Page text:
The North West Fur Company Trading Post is a reconstructed fur trading post on the Snake River west of Pine City, Minnesota. The original post was established in the fall of 1804 by John Sayer, a partner in the North West Company, and built by his crew of voyageurs.
For over two centuries, the North American fur trade brought American Indians and European-Canadians together in the mutual enterprise of exchanging native trapped furs for European manufactured goods. The fur trade, the first international business exchange between people in the Upper Mississippi River region and Europe, was also notable as a multi-cultural enterprise, depending on the expertise of people with dramatically different cultures and languages working interdependently. These included the European traders, the American Indians, principally the Ojibwe, who trapped and killed the animals and prepared the pelts to trade with the Europeans; and the French-Canadian voyageurs, strong, hard-working canoe men who transported furs and goods great distances. The American Indians also made invaluable contributions to the European’s survival, introducing them to wild rice, corn, and other native foods and the birch bark canoe.
The driving force behind the earliest European exploration and settlement of the Great Lakes region was not to establish a northwest route to Asia or conquer and settle a new land, but rather, it was the demand for a hat. The “beaver,” as the hat was called, topped the heads of fashionable Europeans for some 200 years, ranging in style from the tri-cornered fashion of the late 1700s to the stovepipe top hat of the 1800s. While rabbit and muskrat furs were also used, the beaver’s “wool,” with its tiny interlocking barbs, was preferred for its ability to stand up well to weather and wear.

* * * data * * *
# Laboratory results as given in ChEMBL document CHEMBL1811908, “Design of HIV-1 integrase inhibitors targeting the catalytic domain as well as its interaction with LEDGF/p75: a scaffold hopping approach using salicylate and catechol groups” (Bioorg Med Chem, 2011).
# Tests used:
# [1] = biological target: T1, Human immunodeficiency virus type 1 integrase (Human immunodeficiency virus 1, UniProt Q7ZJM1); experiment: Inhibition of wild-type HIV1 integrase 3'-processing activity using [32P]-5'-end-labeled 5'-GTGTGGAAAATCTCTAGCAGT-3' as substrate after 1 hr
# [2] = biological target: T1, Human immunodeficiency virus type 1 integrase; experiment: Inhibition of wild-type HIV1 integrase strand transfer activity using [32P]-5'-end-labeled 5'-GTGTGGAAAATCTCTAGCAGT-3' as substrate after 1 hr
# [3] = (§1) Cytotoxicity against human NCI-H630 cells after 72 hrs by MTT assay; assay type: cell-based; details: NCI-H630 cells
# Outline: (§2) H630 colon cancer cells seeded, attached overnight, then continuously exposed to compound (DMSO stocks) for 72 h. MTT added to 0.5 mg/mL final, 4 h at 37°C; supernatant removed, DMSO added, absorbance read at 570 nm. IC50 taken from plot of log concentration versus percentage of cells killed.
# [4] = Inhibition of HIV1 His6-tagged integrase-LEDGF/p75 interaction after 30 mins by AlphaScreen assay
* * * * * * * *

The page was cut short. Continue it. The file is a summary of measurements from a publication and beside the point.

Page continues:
At that time, Europe’s beaver populations were largely depleted through overhunting which drove the demand in the New World with its plentiful supply of fur-bearing animals. To meet the demand, French, British and Scottish traders, bearing manufactured supplies including iron tools, kettles, knives, guns, cloth, and other items, traded with the American Indians for furs.
After the British defeat of the French in French and Indian War in 1763, British and Scottish traders were dominant in the fur trade. The bourgeois, as the traders were called, managed the affairs of the trading posts, bartering with the American Indians for furs in exchange for manufactured goods such as kettles, knives, guns, hatchets, cloth, beads, etc.
The North West Company was formed in Montreal, Canada in the mid-1780s from a partnership of British merchants who wanted to counter the monopoly over the fur trade by the Hudson’s Bay Company. The North West Company established a large post at Grand Portage and built several other forts to house wintering voyageurs. Besides the Snake River forts, they also established forts at Fond du Lac, (now part of modern Duluth), Big Sandy Lake, and Leech Lake in Minnesota.
By the 1790s, the Montreal-based North West Company had extended its fur trade network from the St. Lawrence River Valley to beyond the foothills of the Rocky Mountains. Scattered across a vast network of waterways were over 100 wintering posts, each located near Indian hunting and trapping camps that were the main source of furs. One of the largest posts in the late 1700s was at Grand Portage on Minnesota’s Lake Superior north shore. The North West Company Fur Post near Pine City was one of several smaller trading posts from which furs were shipped north to bigger posts, such as Grand Portage and Fort William in what is now Canada.